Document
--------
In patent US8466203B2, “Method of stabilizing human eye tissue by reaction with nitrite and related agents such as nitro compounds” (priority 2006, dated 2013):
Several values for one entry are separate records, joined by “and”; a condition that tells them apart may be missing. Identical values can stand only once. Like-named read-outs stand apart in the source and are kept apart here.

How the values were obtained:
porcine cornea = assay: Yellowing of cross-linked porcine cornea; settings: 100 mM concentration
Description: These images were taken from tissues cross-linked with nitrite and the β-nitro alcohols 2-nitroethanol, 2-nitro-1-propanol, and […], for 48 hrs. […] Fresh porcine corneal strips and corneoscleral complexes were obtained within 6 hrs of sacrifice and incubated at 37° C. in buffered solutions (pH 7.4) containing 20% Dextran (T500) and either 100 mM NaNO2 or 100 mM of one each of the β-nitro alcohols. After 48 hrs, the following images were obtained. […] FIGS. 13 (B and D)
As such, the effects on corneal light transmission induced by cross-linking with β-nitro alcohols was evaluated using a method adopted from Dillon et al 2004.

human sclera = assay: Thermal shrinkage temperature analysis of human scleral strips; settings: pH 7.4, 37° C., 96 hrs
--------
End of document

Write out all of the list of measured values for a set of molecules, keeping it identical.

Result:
In patent US8466203B2, “Method of stabilizing human eye tissue by reaction with nitrite and related agents such as nitro compounds” (priority 2006, dated 2013):
Several values for one entry are separate records, joined by “and”; a condition that tells them apart may be missing. Identical values can stand only once. Like-named read-outs stand apart in the source and are kept apart here.

How the values were obtained:
porcine cornea = assay: Yellowing of cross-linked porcine cornea; settings: 100 mM concentration
Description: These images were taken from tissues cross-linked with nitrite and the β-nitro alcohols 2-nitroethanol, 2-nitro-1-propanol, and […], for 48 hrs. […] Fresh porcine corneal strips and corneoscleral complexes were obtained within 6 hrs of sacrifice and incubated at 37° C. in buffered solutions (pH 7.4) containing 20% Dextran (T500) and either 100 mM NaNO2 or 100 mM of one each of the β-nitro alcohols. After 48 hrs, the following images were obtained. […] FIGS. 13 (B and D)
As such, the effects on corneal light transmission induced by cross-linking with β-nitro alcohols was evaluated using a method adopted from Dillon et al 2004.

human sclera = assay: Thermal shrinkage temperature analysis of human scleral strips; settings: pH 7.4, 37° C., 96 hrs